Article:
Page:Gesenius' Hebrew Grammar (1910 Kautzsch-Cowley edition).djvu/54

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p. 225 ff.), Happel (Der Ps. Nah, Würzb. 1900) to discover further traces, has not been successful. [Cf. Gray in Expositor, 1898, p. 207 ff.; Driver, in the Century Bible, Nahum, p. 26.]—Bickell, Ztschr f. Kath. Theol., 1882, p. 319 ff., had already deduced from the versions the alphabetical character of Ecclus 5113–30, with the omission of the ו-verse and with פ[1] at the end. His conjectures have been brilliantly confirmed by the discovery of the Hebrew original, although the order from ג to ל is partly disturbed or obscured. If ו before צ is deleted, ten letters are in their right positions, and seven can be restored to their places with certainty. Cf. N. Schlögl, ZDMG. 53, 669 ff.; C. Taylor in the appendix to Schechter and Taylor, The Wisdom of Ben Sira, Cambr. 1899, p. lxxvi ff., and in the Journ. of Philol., xxx (1906), p. 95 ff.; JQR. 1905, p. 238 ff.; Löhr, ZAW. 1905, p. 183 ff.; I. Lévy, REJ. 1907, p. 62 ff.

The sequence of the three softest labial, palatal, and dental sounds ב, ג, ד, and of the three liquids ל, מ‍, נ‍, indicates an attempt at classification. At the same time other considerations also appear to have had influence. Thus it is certainly not accidental, that two letters, representing a hand (Yôd, Kaph), as also two (if Qôph = back of the head) which represent the head, and in general several forms denoting objects naturally connected (Mêm and Nûn, ʿAyĭn and ), stand next to one another.

 [5i]  The order, names, and numerical values of the letters have passed over from the Phoenicians to the Greeks, in whose alphabet the letters Α to Υ are borrowed from the Old Semitic. So also the Old Italic alphabets as well as the Roman, and consequently all alphabets derived either from this or from the Greek, are directly or indirectly dependent on the Phoenician.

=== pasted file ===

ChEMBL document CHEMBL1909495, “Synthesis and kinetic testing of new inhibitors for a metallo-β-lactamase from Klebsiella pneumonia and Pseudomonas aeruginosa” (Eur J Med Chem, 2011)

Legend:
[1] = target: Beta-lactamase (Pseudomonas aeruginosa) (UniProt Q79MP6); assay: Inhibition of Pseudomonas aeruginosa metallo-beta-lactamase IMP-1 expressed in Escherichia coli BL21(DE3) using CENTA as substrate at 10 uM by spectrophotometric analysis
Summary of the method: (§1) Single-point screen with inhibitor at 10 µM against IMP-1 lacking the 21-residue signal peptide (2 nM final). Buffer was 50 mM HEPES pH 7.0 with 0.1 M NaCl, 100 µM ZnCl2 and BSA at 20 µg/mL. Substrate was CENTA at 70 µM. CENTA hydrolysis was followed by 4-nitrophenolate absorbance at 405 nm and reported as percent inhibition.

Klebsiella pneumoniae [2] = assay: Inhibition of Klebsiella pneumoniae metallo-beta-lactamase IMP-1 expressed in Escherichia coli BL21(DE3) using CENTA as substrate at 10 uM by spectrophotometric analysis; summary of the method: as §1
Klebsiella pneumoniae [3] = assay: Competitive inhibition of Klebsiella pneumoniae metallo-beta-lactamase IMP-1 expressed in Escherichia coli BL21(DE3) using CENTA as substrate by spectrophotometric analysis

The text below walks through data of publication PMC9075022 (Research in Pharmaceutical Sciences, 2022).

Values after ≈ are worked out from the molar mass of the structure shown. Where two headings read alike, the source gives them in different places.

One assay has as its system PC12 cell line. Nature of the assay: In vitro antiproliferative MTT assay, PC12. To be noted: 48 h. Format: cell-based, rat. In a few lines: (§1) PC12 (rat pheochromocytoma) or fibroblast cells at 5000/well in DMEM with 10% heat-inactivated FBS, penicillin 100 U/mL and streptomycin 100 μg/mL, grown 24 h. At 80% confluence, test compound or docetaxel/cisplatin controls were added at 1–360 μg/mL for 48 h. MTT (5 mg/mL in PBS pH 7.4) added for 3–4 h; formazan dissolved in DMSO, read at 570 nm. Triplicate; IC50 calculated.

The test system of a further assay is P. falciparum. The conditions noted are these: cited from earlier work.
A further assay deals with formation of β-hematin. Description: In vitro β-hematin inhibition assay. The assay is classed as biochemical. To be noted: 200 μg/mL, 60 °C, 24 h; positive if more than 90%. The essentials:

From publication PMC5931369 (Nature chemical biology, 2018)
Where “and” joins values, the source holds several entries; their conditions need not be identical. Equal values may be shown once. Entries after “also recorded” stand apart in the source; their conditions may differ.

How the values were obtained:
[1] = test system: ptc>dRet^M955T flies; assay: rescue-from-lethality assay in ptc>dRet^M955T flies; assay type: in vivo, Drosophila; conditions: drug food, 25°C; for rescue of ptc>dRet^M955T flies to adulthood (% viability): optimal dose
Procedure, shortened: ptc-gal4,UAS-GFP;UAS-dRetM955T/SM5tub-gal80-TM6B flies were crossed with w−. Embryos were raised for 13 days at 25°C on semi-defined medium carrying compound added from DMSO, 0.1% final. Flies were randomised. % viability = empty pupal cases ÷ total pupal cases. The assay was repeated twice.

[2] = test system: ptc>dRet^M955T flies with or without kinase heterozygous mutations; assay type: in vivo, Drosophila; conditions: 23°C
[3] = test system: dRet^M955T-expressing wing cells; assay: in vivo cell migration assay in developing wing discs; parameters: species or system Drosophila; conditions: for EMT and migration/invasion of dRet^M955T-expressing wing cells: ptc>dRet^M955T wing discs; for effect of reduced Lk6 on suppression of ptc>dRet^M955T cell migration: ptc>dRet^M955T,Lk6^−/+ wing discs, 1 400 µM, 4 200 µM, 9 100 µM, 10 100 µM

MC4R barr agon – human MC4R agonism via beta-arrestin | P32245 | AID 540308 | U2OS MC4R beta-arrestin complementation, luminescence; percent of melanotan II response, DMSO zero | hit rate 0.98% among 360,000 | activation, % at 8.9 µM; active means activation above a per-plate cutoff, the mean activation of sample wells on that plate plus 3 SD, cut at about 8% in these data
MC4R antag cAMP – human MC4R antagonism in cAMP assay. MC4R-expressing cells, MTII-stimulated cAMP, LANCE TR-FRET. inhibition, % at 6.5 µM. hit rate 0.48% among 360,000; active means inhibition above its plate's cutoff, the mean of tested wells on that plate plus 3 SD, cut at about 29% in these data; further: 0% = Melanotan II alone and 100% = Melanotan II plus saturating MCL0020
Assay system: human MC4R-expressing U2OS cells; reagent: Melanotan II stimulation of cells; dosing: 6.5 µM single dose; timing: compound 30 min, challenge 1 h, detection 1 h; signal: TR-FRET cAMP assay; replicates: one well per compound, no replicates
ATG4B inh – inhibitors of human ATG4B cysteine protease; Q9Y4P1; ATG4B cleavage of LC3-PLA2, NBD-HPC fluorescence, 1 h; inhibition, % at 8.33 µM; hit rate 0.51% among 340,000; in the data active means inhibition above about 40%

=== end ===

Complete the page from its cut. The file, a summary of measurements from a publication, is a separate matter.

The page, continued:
[5k]  3. a. In default of special arithmetical figures, the consonants were used also as numerical signs; cf. G. Gundermann, Die Zahlzeichen, Giessen, 1899, p. 6 f., and Lidzbarski, Ephemeris, i. 106 ff. The earliest traces of this usage are, however, first found on the Maccabean coins (see above, §2d, end). These numerical letters were afterwards commonly employed, e.g. for marking the numbers of chapters and verses in the editions of the Bible. The units are denoted by אט, the tens by יצ‍, 100–400 by קת, the numbers from 500–900 by ת (=400), with the addition of the remaining hundreds, e.g. תק 500. In compound numbers the greater precedes (on the right), thus יא 11, קכא 121. But 15 is expressed by טו 9+6, not יה (which is a form of the divine name, being the first two consonants of יהוה).[2] For a similar reason טז is also mostly written for 16, instead of יו, which in compound proper names, like יוֹאֵל, also represents the name of God, יהוה.

The thousands are sometimes denoted by the units with two dots placed above, e.g. אׄׄ 1000.

 [5lb. The reckoning of the years in Jewish writings (generally ליצירה after the creation) follows either the full chronology (לִפְרָט גָּדוֹל or לפ׳ ג׳), with the addition of the thousands, or the abridged chronology (לפ׳ קָטוֹן), in which they are omitted. In the dates of the first thousand years after Christ, the Christian era is obtained by the addition of 240, in the second thousand years by the addition of 1240 (i.e. if the date falls between Jan. 1 and the Jewish new year; otherwise add 1239), the thousands of the Creation era being omitted.

 [5m]  4. Abbreviations of words are not found in the text of the O.T., but they occur on coins, and their use is extremely frequent amongst the later Jews.[3]

  1. See note 3 on p. 29.
  2. On the rise of this custom (יה having been originally used and afterwards הי), cf. Nestle in ZAW. 1884, p. 250, where a trace of this method of writing occurring as early as Origen is noted.
  3. Cf. Jo. Buxtorf, De abbreviaturis Hebr., Basel, 1613, &c.; Pietro Perreau.